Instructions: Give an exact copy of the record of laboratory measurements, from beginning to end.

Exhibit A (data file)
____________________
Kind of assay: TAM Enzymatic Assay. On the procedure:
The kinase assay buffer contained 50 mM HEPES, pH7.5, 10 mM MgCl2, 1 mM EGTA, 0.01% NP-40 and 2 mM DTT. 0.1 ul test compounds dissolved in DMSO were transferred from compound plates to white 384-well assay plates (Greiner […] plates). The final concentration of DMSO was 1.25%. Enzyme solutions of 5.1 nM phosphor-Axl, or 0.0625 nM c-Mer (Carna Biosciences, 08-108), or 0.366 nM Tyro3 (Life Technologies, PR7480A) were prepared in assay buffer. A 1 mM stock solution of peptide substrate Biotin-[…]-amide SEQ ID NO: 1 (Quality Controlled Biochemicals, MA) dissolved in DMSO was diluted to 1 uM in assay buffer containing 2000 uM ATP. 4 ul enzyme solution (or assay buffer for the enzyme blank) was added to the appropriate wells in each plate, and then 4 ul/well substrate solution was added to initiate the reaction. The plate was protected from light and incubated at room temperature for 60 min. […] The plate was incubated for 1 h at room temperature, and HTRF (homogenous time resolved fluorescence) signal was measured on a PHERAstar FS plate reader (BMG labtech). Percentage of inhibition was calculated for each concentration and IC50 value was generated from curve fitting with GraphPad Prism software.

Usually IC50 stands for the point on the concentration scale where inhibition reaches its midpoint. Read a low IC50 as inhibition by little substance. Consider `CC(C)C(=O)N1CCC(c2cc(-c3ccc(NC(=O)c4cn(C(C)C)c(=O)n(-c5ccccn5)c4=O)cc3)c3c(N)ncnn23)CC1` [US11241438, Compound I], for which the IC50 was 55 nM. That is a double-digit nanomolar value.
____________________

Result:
Kind of assay: TAM Enzymatic Assay. On the procedure:
The kinase assay buffer contained 50 mM HEPES, pH7.5, 10 mM MgCl2, 1 mM EGTA, 0.01% NP-40 and 2 mM DTT. 0.1 ul test compounds dissolved in DMSO were transferred from compound plates to white 384-well assay plates (Greiner […] plates). The final concentration of DMSO was 1.25%. Enzyme solutions of 5.1 nM phosphor-Axl, or 0.0625 nM c-Mer (Carna Biosciences, 08-108), or 0.366 nM Tyro3 (Life Technologies, PR7480A) were prepared in assay buffer. A 1 mM stock solution of peptide substrate Biotin-[…]-amide SEQ ID NO: 1 (Quality Controlled Biochemicals, MA) dissolved in DMSO was diluted to 1 uM in assay buffer containing 2000 uM ATP. 4 ul enzyme solution (or assay buffer for the enzyme blank) was added to the appropriate wells in each plate, and then 4 ul/well substrate solution was added to initiate the reaction. The plate was protected from light and incubated at room temperature for 60 min. […] The plate was incubated for 1 h at room temperature, and HTRF (homogenous time resolved fluorescence) signal was measured on a PHERAstar FS plate reader (BMG labtech). Percentage of inhibition was calculated for each concentration and IC50 value was generated from curve fitting with GraphPad Prism software.

Usually IC50 stands for the point on the concentration scale where inhibition reaches its midpoint. Read a low IC50 as inhibition by little substance. Consider `CC(C)C(=O)N1CCC(c2cc(-c3ccc(NC(=O)c4cn(C(C)C)c(=O)n(-c5ccccn5)c4=O)cc3)c3c(N)ncnn23)CC1` [US11241438, Compound I], for which the IC50 was 55 nM. That is a double-digit nanomolar value.